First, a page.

Joel Hopkins’s Last Chance Harvey is a modern romantic comedy which caters for an adult audience sadly ignored in modern cinema. Dustin Hoffman plays Harvey Shine, a disenchanted jingle writer who finds love with the equally lonely Katie Walker (Emma Thompson). Notwithstanding the predictable plot directions expected from such a film, it is saved by the acting skill of its two Golden Globe-nominated protagonists.
Unlike the recent rom-coms gracing our screens of late, Last Chance Harvey deals sensitively with the genuine trials of living and growing old – the loneliness, the disenchantment, and those bad, bad dance-moves. It seems to me just a little bit radical to have a woman in her late forties playing a romantic lead, something Emma Thompson acknowledges in a blog post about her role in the film: “I was not required to be stunningly attractive or in despair or in need of rescue, but simply [to be] an ordinary woman in her forties living a rather stale-looking life as best she can”. What seems like a popular topic in contemporary cinema -that is, the danger of living a stale, emotionless life- is portrayed in a sensitive, though not necessarily radical way. Unlike Revolutionary Road, for example, Last Chance Harvey never sags, and confidently rides on the dialogue between the characters.
This is not to say that the movie is free from cringe-worthy or hackneyed moments. Dustin Hoffman’s dance moves at the wedding (“I’m gonna dance your socks off”) fills me with as much embarrassment as watching my own Dad pull some shapes at social occasions. The romantic clichés in the film, and there are many – the mad final dash from the airport to find said lover included – fail to add any depth to the film. By going in for the cliché, the film misses the opportunity to delve into a deeper, more interesting angle to the character’s motives for getting together, including the possibility, dare I say it, of desperation. The emotional effect of Kate’s past abortion, for example, is a subject only touched upon.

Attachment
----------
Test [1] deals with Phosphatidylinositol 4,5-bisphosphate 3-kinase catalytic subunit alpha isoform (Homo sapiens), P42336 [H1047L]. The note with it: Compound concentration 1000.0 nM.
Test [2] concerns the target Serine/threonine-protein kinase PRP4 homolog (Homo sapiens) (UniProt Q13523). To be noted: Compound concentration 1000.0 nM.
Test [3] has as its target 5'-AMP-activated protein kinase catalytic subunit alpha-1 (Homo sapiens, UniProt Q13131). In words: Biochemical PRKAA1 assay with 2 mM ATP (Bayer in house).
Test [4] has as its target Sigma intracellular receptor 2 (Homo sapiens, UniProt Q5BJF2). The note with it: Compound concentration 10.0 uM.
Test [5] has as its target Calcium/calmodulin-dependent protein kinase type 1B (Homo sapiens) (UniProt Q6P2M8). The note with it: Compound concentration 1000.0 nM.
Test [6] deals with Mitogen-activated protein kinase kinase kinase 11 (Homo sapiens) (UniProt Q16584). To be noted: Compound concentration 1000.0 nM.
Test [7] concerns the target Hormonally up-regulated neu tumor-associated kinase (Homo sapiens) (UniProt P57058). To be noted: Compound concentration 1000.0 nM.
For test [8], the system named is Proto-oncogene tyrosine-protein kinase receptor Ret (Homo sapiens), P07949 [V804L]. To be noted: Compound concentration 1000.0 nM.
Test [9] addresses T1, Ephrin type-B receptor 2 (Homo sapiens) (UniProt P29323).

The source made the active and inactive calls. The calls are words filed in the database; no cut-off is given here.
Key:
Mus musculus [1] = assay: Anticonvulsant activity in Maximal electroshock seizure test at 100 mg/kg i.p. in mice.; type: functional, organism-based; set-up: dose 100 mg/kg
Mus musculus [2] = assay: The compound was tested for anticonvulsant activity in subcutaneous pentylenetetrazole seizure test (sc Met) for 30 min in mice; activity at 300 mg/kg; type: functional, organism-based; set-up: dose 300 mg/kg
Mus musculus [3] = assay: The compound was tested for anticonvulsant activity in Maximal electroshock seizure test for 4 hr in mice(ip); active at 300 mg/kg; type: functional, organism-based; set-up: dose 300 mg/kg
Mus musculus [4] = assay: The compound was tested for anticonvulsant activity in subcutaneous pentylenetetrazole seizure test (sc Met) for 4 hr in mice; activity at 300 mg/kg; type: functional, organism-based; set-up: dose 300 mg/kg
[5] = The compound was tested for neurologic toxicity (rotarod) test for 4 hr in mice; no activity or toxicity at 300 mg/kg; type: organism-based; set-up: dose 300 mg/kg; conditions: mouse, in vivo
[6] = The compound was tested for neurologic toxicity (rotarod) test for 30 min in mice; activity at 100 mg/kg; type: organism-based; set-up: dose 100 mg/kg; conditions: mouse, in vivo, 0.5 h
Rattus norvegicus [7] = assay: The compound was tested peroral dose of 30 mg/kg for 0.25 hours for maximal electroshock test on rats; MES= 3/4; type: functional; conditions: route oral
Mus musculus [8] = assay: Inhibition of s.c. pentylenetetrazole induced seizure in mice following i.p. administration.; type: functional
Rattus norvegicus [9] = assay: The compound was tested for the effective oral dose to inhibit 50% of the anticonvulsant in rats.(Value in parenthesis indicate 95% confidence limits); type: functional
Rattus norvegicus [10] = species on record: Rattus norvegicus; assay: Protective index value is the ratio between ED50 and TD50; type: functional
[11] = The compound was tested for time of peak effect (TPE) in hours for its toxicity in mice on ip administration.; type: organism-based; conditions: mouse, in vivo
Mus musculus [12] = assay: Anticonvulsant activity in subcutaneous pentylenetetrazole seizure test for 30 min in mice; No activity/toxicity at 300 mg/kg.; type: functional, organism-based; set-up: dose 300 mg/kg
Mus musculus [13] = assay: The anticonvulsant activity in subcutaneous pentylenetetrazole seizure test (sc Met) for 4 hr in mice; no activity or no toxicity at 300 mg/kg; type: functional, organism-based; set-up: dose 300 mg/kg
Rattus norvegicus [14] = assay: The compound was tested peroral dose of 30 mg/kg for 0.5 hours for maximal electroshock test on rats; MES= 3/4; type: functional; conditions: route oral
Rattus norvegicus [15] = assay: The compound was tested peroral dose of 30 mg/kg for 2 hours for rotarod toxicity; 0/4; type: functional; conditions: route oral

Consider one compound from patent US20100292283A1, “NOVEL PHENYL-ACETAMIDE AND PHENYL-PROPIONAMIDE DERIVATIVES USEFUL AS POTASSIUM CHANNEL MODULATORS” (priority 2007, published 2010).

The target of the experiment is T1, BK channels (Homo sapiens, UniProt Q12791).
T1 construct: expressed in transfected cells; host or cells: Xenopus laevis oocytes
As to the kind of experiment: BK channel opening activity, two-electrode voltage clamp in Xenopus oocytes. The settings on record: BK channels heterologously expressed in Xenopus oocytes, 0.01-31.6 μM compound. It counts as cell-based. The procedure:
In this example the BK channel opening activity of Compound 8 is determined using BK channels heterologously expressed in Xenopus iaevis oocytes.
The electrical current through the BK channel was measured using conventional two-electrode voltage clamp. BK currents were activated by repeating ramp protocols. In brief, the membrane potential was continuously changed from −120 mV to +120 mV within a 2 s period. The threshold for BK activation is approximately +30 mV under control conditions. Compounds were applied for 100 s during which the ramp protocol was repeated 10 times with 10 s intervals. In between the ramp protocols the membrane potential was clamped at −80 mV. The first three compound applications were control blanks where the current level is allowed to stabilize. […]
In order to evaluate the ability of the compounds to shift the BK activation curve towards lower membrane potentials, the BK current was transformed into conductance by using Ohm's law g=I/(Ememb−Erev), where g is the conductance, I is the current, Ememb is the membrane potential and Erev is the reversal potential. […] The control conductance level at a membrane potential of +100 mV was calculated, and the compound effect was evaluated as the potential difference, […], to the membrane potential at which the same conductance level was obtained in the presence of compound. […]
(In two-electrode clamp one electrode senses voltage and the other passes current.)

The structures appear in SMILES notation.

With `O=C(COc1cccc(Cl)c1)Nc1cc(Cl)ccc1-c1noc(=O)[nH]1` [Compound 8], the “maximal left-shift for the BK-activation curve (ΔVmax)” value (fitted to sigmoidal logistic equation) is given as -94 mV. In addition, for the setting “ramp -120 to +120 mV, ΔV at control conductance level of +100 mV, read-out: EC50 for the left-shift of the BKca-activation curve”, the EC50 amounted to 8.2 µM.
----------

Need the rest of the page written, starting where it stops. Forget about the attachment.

Last Chance Harvey is, more than anything, a love poem to London. The city, like the characters, slowly unveils before our eyes as we follow their conversations along the river Thames. One particularly scene involving a live performance on the South Bank by the contemporary rockabilly band Kitty, Daisy and Lewis, is truly charming. So too is the gentle humour that pervades the film, such as the minor sub-plot concerning Kate’s lonely mother and her next door neighbour, whom she fears is “Poland’s answer to Jack The Ripper”.
If the genre of ‘middle-aged-rom-com’ exists, then Last Chance Harvey surely fits into this category. However, to do this would be to pigeon-hole the film, and this is precisely the problem with the rom-com label. The rom-com suffers from a lot of prejudice, which, to be fair, is mostly justified. Last Chance Harvey is a genuinely entertaining film, with lively dialogue and believable characters. To be honest, I’d rather watch movies like this than the sheer quantity of unrealistic, often downright degrading rom-coms like He’s Just Not That Into You. Last Chance Harvey deserves to be given a chance, if not just for entertainment, but for the type of film-making it represents. You don’t have to be menopausal to enjoy this, but it helps.